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E-scooters in the UK – a new solution for commuters?

Up until recently electric scooters or e-scooters have been illegal on UK roads, footpaths and cycle lanes and can only be ridden on private land with permission from the landowner.

Recently however, accelerated by the Covid-19 crisis, MPs have been making strong calls for them to be made legal. They argue that there are numerous benefits to allowing e-scooters to be used by the public, including: No noise or air pollution As they’re fully battery powered, they make no noise and have zero emissions (although they would need to be charged from a mains supply). Great alternative for commuters For short journeys, particularly nipping around a town or city centre, e-scooters would reduce the need for cars or public transport. They would be extremely handy for commuters. They’re also a lot of fun! They’re currently legal in much of the USA and most of Europe, and the lack of them in the UK has resulted in accusations that the government is out of step. Lockdown and its aftermath have had a dramatic impact on the way people work with an increasing number working from home. With fewer people commuting there were fewer cars on the road and less congestion, which equated to lower emissions and an improvement in the air quality in a number of UK cities. According to one report, during the first nine weeks of the UK lockdown, nitrogen dioxide along London’s roads decreased by an average of 31% compared with the pre-lockdown period. As people are understandably nervous about taking public transport due to the risk of infection, in a bid to try to offer an alternative means of transport the government has authorised year-long trials in Liverpool, Middlesbrough and Milton Keynes, with Bath, Bristol and Salford to follow soon. To rent a scooter in a trial city you must be over 18 with a provisional driving licence – using one costs just 25p per minute. In spite of their benefits, there have been well documented issues with e-scooters. They can cause chaos for pedestrians, wheelchair users, people who are blind or partially-sighted and people with pushchairs, especially when ridden or inappropriately parked on pavements. Issues such as these have been encountered with the trial taking place in Coventry in the West Midlands, prompting it to be halted after just 5 days whilst number plates and improved safety measures were implemented. Huw Merriman, chair the Transport Select Committee, sympathised with these issues and has urged the government to take advantage of the trials to ensure e-scooters work for everyone saying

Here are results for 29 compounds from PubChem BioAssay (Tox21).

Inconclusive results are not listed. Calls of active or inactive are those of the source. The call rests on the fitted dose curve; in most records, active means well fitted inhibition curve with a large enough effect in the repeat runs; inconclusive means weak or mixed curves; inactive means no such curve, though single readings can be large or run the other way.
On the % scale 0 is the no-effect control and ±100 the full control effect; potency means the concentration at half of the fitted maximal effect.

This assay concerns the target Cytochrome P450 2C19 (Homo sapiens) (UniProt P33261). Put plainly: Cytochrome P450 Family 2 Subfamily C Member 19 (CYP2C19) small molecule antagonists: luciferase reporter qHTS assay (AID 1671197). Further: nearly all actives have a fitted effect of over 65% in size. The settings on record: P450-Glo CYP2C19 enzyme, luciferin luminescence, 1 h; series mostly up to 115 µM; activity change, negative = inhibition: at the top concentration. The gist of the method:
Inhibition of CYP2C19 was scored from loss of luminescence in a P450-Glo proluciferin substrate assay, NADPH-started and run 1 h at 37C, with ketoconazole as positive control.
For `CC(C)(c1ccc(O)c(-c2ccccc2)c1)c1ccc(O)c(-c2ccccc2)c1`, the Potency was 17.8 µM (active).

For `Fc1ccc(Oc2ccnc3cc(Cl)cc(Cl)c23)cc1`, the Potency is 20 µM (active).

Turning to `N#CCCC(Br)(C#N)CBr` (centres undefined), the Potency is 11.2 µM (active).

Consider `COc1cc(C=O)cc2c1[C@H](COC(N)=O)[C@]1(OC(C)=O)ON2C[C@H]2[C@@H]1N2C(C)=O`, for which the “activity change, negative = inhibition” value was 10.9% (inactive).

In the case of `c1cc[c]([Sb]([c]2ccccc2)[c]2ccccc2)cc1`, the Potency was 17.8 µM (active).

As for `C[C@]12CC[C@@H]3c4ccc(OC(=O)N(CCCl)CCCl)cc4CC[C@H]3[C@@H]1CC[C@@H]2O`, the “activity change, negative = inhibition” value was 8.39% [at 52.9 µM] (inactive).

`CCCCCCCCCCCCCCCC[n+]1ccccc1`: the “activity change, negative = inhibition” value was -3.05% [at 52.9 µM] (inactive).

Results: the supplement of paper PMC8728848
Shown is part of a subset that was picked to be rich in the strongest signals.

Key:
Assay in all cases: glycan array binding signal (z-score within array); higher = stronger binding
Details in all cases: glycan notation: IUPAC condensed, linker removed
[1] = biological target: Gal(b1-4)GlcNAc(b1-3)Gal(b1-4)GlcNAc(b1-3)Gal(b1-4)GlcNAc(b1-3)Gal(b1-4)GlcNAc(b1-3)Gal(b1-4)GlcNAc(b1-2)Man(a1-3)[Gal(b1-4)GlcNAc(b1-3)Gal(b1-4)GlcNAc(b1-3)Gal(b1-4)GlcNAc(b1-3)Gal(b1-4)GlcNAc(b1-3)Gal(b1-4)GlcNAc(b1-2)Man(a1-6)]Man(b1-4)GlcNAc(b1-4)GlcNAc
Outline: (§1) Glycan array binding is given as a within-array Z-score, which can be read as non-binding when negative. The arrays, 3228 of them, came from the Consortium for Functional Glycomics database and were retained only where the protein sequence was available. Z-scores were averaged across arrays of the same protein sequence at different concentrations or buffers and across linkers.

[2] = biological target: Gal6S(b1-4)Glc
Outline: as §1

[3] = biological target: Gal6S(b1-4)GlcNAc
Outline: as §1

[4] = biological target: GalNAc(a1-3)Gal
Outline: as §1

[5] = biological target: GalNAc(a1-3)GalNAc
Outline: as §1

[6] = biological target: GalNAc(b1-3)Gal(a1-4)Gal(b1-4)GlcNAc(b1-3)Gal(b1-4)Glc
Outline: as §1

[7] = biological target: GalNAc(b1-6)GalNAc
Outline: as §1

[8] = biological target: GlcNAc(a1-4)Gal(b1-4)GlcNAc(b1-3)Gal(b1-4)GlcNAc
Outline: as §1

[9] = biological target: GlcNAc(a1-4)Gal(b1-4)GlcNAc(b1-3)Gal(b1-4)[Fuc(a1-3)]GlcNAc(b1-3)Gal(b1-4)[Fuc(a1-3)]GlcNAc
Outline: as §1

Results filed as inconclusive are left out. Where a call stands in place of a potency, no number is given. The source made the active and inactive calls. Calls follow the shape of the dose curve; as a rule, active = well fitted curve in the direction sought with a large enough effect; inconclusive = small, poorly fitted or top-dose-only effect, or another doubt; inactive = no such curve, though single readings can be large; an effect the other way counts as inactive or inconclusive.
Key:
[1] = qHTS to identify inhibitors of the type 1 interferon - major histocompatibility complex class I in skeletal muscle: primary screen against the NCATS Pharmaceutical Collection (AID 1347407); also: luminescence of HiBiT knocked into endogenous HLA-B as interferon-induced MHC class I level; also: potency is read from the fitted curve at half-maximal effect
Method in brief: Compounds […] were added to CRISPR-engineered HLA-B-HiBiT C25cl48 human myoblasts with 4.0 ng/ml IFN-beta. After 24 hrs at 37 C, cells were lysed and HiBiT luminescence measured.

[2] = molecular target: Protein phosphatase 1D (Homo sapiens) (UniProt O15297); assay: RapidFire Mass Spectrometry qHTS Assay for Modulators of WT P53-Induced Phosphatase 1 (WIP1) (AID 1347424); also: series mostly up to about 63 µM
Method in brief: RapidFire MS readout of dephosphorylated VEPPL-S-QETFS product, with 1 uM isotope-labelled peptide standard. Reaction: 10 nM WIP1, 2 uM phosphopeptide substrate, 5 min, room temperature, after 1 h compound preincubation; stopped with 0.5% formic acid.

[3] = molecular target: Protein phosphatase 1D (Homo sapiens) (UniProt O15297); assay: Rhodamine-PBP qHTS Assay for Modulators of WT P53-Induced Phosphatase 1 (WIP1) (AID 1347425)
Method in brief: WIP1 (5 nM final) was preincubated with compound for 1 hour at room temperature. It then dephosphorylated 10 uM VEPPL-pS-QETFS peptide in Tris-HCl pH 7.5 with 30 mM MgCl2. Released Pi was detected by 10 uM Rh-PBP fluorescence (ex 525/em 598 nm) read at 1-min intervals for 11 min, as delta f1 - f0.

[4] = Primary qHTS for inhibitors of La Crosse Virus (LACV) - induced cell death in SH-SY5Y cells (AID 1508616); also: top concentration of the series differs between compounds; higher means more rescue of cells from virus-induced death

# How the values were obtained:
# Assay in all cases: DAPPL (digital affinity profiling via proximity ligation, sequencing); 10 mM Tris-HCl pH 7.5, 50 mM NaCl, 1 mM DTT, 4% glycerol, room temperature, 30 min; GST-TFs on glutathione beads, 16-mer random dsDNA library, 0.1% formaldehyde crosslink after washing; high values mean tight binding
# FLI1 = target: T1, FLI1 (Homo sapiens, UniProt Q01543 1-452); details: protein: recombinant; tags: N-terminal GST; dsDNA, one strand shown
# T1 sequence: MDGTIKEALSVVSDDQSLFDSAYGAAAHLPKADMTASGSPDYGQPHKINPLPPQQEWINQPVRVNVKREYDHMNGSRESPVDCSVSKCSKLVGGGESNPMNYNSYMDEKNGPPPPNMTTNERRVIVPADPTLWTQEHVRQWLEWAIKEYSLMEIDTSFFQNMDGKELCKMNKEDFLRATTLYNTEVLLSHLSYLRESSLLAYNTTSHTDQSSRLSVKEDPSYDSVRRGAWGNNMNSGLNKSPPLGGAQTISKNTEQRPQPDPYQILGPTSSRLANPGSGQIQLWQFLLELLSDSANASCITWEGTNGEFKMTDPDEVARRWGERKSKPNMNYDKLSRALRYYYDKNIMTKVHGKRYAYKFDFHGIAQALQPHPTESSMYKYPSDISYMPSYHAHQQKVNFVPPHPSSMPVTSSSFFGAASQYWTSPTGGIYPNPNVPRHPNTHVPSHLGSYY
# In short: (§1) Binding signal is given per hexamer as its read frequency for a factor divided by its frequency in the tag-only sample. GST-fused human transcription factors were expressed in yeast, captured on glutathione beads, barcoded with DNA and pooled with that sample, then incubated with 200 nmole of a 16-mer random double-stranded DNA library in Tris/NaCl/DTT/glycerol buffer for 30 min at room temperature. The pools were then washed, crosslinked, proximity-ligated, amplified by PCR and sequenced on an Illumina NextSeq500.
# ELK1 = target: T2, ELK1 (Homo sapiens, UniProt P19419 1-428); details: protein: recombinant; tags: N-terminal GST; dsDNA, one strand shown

Before proceeding with plans to legalise the use of e-scooters, local authorities and government must use the trials to monitor this closely, put enforcement measures in place and ensure they are effective in eliminating this behaviour.
There is an argument that allowing private e-scooter ownership would avoid this problem entirely – even if the owner had no regard for other pavement and road users, very few people will treat their own property with this level of disdain.

In spite of the legal restrictions around using a privately owned e-scooter, Halfords has seen sales rise by more than 230% since April. The Transport Select Committee have also recommended allowing private ownership but only encouraging it as an alternative to driving and public transport, not cycling or walking as people doing these are already more active and better for the environment.

Whilst not perfect, e-scooters certainly seem to offer a timely solution to several modern issues. They can only be an improvement on using cars for short journeys, as cycling is not always safe or convenient for everyone. More pressing in current times is the ability for people get around during the ongoing pandemic whilst keeping themselves and others safe – an e-scooter has to be preferable to a packed bus or train and, if used responsibly, a much more fun way to get around!